JOB ENVY: Marine Veteran Turned Brooklyn Architect Who Makes Surfboards In His Spare Time

Photo by Rhys Stover

Name: Tyler Jorgenson

Location: Brooklyn, New York

Employer: Founder of WAX / SURF CO.

Branch of Service: United States Marine Corps

Two things strike me about Tyler Jorgenson. The first is that while in the Marine Corps, he pursued a bachelor’s degree in architecture and now just two years out of the military, he is an architect for a firm in Brooklyn, a career in itself that warrants attention. The second thing about Jorgenson, though, is that his career as an architect is not what he is interested in talking about. In his free time — which begins around 7 p.m. and goes to the early hours of the morning — the 28-year-old designs customized surfboards in his Brooklyn workshop, a hobby he refers to as his “other job.”

Jorgenson recently spoke with Task & Purpose to discuss his transition from the military, his life now, and what advice he’d offer the next veterans to take off their uniforms.

On his time in the military.

Jorgenson graduated from high school in 2004 in Arizona, and rather than going to college, he joined the Marine Corps. He was more interested in an adventure than hitting the books, he says, so he chose the most difficult thing he could think of.

As a combat engineer and logistics motor vehicle operator in the Corps, Jorgenson deployed to Iraq in 2007-2008. He also spent time in England and Norway training foreign militaries on behalf of the Marine Corps.

Jorgenson describes his military service as the best experience of his life, aside from surfing. “I loved getting dirty and working long days with my guys. Never have I been more proud of a group of people,” he says.

Studying architecture.

While in the Marine reserves, Jorgenson completed his architecture degree in 2012 from the University of Arizona. His passion for design, construction, and working with his hands served him well in the Marines when his team was building combat outposts, forward operating bases, police stations, and checkpoints. That fabrication knowledge lent itself well to an architecture degree and a mode of thinking and design.

While the Marine Corps shaped Jorgenson into the driven individual he is today, his degree taught him “the value of working outside of the box and not just thinking with my mind, but making as a way of thinking, using my hands and letting all my senses tell me what is good and bad design.” He sets very high standards for himself, accepting nothing other than “excellent craft, execution and precision.”

This commitment to excellent craftsmanship it what makes Jorgenson a natural surfboard maker.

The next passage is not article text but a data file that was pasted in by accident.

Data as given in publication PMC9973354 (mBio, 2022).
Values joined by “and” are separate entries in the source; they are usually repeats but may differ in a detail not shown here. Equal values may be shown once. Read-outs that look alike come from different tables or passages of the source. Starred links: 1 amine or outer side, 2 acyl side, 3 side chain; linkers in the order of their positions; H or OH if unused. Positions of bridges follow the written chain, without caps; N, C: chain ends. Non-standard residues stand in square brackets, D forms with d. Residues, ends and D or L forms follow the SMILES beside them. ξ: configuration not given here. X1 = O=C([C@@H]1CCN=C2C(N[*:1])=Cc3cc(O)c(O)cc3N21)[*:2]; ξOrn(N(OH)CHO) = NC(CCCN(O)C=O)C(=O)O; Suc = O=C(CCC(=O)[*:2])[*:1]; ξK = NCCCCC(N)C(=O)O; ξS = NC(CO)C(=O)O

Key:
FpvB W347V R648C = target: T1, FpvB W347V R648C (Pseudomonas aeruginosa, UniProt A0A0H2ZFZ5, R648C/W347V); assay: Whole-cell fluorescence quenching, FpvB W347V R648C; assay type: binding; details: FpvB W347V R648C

From architecture to surf boards.

Tyler Jorgenson hits the waves in Manasquan, New Jersey.Photo by Adam Kornelli

An avid bike rider growing up, Jorgenson always felt a close engagement with the wilderness, but that was lost when he arrived in New York City. However, he saw it as an opportunity to try something new. Fascinated by the sport of surfing, he decided to try it out, but as a recent college graduate, Jorgenson couldn’t afford to buy a board, so he built his own.

“Being an architect, I was making things all the time,” Jorgenson says. “So I thought, Okay, I am just going to make a surfboard.” While Jorgenson calls his first creation “an absolutely hideous mess,” he kept at it, making three-to-four boards a week until he finetuned his craft, which ultimately evolved into a business.

In 2012, Jorgenson launched Wax / Surf Co. with his best friend, who also holds a separate full-time job. Together, they spend their evenings after work hand-making custom surfboards from block of foams to “shaped, finished glossed shiny pieces of functional art,” as Jorgenson refers to them.

Surfing, surfboards and surfers are very elusive in New York, and according to Jorgenson, surfboard makers are even more elusive. It’s part of the appeal that drew him to the sport in the first place. He says he loves his work because “I get to design what I want and people connect with that. … In most design and fabrication positions or fields, it’s the other way around where people tell you what they want and then you design it.”

Advice for transitioning service members.

One thing Jorgenson learned from his military service that sticks with him everyday is that nothing can be done later, everything must be done now. “There is no waiting around for anything,” he says.

For individuals just getting out of the military, his advice: Don’t be your own worst enemy.

“Life is like an honesty contest and the only thing standing in your way is yourself,” Jorgenson says, meaning if there is something you want to do, don’t think about what stands in your way, just go for it.

“All of the answers will not be right in front of you as you move into your new career path but if you are honest about what you want to do and peruse that then you can’t fail.”

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